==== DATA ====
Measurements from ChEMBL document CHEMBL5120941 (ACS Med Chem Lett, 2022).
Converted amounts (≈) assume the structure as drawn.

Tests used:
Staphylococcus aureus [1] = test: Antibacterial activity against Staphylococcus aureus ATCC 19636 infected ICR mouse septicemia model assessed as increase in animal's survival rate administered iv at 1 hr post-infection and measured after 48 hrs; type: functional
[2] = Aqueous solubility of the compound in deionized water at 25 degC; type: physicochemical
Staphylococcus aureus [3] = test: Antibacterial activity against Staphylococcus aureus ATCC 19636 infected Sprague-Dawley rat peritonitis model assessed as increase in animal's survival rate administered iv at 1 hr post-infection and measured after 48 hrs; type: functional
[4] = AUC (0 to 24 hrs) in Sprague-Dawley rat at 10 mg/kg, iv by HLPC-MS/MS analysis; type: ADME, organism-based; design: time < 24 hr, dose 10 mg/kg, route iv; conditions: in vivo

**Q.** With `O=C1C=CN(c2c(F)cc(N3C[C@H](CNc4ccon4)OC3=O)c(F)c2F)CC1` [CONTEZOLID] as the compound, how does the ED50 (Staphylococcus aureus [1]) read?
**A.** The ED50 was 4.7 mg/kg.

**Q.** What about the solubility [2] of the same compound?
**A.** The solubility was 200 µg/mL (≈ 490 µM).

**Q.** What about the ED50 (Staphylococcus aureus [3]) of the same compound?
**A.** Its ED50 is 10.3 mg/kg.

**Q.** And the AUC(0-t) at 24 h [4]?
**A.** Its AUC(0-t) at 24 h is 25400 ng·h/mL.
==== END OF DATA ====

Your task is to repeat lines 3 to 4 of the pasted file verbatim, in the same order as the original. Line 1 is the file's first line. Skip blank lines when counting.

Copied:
Tests used:
Staphylococcus aureus [1] = test: Antibacterial activity against Staphylococcus aureus ATCC 19636 infected ICR mouse septicemia model assessed as increase in animal's survival rate administered iv at 1 hr post-infection and measured after 48 hrs; type: functional